Guess Post: Will the Real Nate McLouth Please Stand Up?
The Pirates’ trade this week of Nate McLouth to the Braves for prospects Gorkys Hernandez, Charlie Morton and Jeff Locke has garnered mixed reactions from the blogosphere and the analytical community. Here with a quick take is David Silverberg, friend of the site, poker shark, avid Strat-O-Matic enthusiast and owner of McLouth in the Brass League of Champions.
With the trade of OF Nate McLouth from PIT to ATL this week, there has been plenty of debate about exactly a) how good his bat is, b) what we can expect from him going forward, and c) did PIT get the right value for him.
One recent argument posited that his current value is inflated by his hot start to 2008, and that if we discount IBBs + those 2 months, his last 12 months (IBB-adjusted OPS = .774) represent the real Nate. I tend to disagree with that assessment.
Leaving the IBBs aside, since 2007, his sophomore year in the bigs, McLouth has posted 7 months of OPS of .870 or more, and 8 months of OPS substantially lower, mostly in the .620 – .820 range. Some of the hot months have been ridiculously hot, with McLouth looking like the second coming of Willie Mays, OPSing in the 1.100+ range.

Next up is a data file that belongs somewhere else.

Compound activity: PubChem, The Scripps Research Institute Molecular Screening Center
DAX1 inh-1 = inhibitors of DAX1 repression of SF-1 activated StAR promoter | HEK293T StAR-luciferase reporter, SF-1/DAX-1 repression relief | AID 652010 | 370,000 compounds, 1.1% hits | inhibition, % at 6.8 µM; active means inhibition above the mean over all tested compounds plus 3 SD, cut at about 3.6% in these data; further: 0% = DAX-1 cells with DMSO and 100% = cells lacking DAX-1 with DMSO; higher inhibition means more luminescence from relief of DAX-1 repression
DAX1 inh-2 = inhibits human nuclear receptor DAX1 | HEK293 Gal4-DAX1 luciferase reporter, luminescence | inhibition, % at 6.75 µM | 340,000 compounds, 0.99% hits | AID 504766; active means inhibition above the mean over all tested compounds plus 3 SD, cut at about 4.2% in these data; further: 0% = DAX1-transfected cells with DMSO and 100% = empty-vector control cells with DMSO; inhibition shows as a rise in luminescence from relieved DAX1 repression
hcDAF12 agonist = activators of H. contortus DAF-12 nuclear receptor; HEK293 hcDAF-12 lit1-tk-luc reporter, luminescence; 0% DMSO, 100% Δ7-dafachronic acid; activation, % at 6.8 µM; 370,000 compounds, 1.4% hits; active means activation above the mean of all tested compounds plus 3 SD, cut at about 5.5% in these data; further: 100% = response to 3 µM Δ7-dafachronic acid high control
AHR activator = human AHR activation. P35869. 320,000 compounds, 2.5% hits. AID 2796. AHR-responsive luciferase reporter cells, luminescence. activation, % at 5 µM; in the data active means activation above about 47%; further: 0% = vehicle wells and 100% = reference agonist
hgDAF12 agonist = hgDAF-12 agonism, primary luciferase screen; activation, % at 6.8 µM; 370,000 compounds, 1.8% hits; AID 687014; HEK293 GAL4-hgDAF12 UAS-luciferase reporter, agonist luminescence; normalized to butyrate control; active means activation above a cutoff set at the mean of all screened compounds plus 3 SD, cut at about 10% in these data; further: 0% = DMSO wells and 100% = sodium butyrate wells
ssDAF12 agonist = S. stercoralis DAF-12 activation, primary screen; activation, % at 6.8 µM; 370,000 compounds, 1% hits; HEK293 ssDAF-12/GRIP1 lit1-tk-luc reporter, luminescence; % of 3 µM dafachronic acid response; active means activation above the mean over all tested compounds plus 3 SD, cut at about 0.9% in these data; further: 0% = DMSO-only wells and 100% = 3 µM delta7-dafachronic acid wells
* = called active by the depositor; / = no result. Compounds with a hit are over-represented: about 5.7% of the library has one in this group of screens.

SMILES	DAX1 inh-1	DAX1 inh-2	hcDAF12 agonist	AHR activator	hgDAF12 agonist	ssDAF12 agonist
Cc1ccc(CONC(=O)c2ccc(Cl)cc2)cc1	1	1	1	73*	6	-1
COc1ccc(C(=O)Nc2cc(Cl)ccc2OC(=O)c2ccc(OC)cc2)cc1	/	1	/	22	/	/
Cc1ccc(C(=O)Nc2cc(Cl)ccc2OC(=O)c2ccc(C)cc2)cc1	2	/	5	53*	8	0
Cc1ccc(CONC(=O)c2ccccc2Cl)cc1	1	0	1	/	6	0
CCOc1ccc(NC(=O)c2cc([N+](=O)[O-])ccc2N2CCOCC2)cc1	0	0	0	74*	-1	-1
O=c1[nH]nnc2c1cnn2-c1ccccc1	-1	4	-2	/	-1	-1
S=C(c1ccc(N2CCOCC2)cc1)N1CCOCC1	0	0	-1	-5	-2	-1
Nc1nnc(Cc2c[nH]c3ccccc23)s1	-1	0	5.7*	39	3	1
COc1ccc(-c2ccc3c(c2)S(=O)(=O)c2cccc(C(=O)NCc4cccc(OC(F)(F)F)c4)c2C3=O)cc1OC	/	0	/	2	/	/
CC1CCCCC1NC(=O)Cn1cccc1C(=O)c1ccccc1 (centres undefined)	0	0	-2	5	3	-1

It’s very easy to look at various time frames in McLouth’s career and come up with a .700 OPS guy or a .900 OPS guy. And in the end the answer should be, “he’s both.” He’s a streaky hitter with 25 HR and 40 doubles power and a decent batting eye, and when he is on his game he’s very dangerous. Given his stats the last 2+ years, I would project a prime-of-career OPS for Nate in the .820-.850 range. If one can agree and that his D is at least average and possibly above-average for a CF (a subject for debate as well), at 27 years old and with three very reasonable years remaining on his contract, I think we have to conclude he was the perfect fit for the Braves’ needs.
So, that brings up the last question – did PIT get the right value for him? He’s not expensive, he’s an average to above-average player at a premium position, and he was exactly what your trade partner was desperate to obtain. I would think such a player would net you at least one prospect who also has the potential of being above-average. If I’m a GM I have to hold out for a package that contains at least one such player. With three years remaining on his deal, why should I be pressed to move him otherwise? And though Gorkys Hernandez has some potential with the glove and has shown a decent hitting tools thus far in his minor league career, he has proved nothing at the ML level, and Charlie Morton and Jeff Locke are B-prospects.
In the end, the only reasonable conclusion is that PIT went for quantity over quality when they assessed the ROI in this deal, which I think was a very poor choice for a team with a new administration and a history of making that exact same choice on multiple previous occasions, with disastrous long-term results.